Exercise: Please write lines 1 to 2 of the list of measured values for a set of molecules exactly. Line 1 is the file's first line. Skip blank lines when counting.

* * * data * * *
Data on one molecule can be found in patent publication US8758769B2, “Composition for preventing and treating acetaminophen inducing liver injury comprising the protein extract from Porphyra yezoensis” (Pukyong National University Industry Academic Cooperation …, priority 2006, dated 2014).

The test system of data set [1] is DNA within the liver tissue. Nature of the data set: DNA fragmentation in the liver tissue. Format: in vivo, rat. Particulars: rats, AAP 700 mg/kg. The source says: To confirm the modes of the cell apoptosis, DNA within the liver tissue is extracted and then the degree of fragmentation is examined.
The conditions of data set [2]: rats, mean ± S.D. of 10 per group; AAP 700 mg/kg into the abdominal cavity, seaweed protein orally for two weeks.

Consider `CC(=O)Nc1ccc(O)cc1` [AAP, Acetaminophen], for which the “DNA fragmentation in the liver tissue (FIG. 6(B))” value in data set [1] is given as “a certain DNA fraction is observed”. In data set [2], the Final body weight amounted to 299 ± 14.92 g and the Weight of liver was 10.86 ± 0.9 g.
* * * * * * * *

Data on one molecule can be found in patent publication US8758769B2, “Composition for preventing and treating acetaminophen inducing liver injury comprising the protein extract from Porphyra yezoensis” (Pukyong National University Industry Academic Cooperation …, priority 2006, dated 2014).

The test system of data set [1] is DNA within the liver tissue. Nature of the data set: DNA fragmentation in the liver tissue. Format: in vivo, rat. Particulars: rats, AAP 700 mg/kg. The source says: To confirm the modes of the cell apoptosis, DNA within the liver tissue is extracted and then the degree of fragmentation is examined.